The final panel took a step back from looking at relationships between individuals and took a macro perspective to the end of the story. As a result, the fourth panel was a major deviation from the first three. Rye’s realization and perspective shift of the world after learning the children could speak was the main inspiration for this panel. The first distinction was the color of yellow filling the panel, a stark contrast to the dark colors and black that was expressed beforehand.  The choice of not blocking the color yellow was to express the persisting uncertainty of the situation but one with a sense of direction and hope. “She had kept herself alive when she had no reason to live. If the illness left these children alone, she could keep them alive.” This last scene could be seen as a revival of Rye as a character and society as a whole. In this moment, she both found a purpose for her life as well as hope to continue as a civilization. The image in the middle is an image of a soundwave that says “hope”. I spoke the word into an audio program and this was the visual representation of that sound. Here, I wanted to highlight Rye’s illiteracy but also draw attention to her and the children speaking amongst themselves and the hope for civilization it represents. In this way, I connect back to my idea of language as emotion instead of “conventional” language. I felt no further clarification was necessary as I wanted this scene to prompt the question of, “what does this soundwave sound like?” in the minds of the reader. I hope that if the reader is familiar with the story and think about this panel, they can come up with the word “hope” or words like hope which signify the bright future for Valerie Rye and the children.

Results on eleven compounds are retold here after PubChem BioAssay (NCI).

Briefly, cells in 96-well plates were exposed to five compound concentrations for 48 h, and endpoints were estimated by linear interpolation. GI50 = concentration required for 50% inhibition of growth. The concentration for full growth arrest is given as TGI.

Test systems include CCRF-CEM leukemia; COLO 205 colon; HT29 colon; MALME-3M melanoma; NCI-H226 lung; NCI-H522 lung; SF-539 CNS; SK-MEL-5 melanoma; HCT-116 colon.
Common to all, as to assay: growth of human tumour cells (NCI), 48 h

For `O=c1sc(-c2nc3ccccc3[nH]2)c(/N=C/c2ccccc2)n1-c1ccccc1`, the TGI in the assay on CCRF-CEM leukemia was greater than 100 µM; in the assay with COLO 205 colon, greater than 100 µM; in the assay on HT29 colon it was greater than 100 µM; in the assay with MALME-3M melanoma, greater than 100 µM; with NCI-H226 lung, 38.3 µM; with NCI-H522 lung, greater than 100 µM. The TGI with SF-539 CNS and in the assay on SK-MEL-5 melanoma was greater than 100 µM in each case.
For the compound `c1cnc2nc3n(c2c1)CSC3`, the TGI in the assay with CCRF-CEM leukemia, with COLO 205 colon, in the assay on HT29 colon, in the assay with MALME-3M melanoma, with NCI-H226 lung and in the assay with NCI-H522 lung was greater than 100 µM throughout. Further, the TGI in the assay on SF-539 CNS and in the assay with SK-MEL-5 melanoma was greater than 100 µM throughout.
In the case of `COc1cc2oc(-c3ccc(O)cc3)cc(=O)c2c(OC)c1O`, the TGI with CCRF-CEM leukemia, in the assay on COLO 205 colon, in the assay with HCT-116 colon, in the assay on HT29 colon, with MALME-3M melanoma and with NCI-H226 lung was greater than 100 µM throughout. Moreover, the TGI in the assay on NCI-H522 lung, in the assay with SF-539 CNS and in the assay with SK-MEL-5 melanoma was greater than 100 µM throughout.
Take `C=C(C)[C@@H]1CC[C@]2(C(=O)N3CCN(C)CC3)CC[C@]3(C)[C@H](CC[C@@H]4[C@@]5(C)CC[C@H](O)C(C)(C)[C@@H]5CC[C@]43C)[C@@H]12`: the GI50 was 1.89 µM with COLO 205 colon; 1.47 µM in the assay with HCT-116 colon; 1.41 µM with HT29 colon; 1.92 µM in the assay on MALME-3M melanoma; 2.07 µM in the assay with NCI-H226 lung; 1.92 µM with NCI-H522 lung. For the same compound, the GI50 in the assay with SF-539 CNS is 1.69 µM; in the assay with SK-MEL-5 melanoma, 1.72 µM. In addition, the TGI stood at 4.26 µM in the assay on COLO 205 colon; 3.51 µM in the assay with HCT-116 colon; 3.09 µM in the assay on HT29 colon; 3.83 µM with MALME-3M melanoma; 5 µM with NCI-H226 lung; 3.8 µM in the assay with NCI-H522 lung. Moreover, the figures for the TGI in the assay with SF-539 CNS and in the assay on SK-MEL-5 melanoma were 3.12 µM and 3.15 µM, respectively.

For my comic, I used Photoshop to create the comic and Audacity to create the visual soundwave. As this story involved very few words spoken, it was both an inspiration and a challenge to convey what was happening in image form. I did not feel confident enough to illustrate gestures, so I focused on using color and abstraction to illustrate the feelings that were present for Rye throughout the story. This was challenging as it took a while to come up with what to focus on in regard to abstraction and concrete expression. Once I had an answer, the process of translating that from an idea onto the image was straightforward. I felt that the successes in this translation from story to comic was mainly rooted in the details I chose to provide. However, the fact that I chose to pursue abstraction over clear depictions of events can lead to misinterpretation or confusion.